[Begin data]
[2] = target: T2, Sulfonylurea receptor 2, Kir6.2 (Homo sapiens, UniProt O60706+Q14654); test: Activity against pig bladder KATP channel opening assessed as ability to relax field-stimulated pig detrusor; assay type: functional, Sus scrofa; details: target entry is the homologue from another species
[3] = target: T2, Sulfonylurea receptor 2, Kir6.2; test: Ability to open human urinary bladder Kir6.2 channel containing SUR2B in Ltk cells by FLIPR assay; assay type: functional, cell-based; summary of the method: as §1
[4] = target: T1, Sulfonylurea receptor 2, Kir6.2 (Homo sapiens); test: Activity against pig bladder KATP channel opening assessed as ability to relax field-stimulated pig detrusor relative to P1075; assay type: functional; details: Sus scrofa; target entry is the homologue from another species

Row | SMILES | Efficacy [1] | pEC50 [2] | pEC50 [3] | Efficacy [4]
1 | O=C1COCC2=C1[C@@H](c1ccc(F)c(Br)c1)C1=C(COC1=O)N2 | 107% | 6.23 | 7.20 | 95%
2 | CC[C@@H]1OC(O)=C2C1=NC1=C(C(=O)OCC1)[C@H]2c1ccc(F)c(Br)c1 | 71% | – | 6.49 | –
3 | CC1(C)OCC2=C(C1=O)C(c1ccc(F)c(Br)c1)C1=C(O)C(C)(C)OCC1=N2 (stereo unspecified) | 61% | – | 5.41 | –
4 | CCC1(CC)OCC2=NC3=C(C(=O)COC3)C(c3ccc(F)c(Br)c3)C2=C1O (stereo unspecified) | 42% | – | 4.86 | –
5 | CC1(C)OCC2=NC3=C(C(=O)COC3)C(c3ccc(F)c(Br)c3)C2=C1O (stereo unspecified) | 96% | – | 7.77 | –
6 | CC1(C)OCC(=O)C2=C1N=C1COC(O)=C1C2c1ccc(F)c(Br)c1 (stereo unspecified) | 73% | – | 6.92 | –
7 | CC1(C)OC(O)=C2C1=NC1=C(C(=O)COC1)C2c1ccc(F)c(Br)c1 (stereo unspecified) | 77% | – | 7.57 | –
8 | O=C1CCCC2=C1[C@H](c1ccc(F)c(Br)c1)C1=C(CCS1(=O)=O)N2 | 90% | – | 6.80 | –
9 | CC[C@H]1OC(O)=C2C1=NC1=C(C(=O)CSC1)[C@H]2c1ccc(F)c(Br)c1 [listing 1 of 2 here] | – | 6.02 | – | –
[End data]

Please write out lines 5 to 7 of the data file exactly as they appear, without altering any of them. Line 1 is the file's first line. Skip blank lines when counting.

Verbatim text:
1 | O=C1COCC2=C1[C@@H](c1ccc(F)c(Br)c1)C1=C(COC1=O)N2 | 107% | 6.23 | 7.20 | 95%
2 | CC[C@@H]1OC(O)=C2C1=NC1=C(C(=O)OCC1)[C@H]2c1ccc(F)c(Br)c1 | 71% | – | 6.49 | –
3 | CC1(C)OCC2=C(C1=O)C(c1ccc(F)c(Br)c1)C1=C(O)C(C)(C)OCC1=N2 (stereo unspecified) | 61% | – | 5.41 | –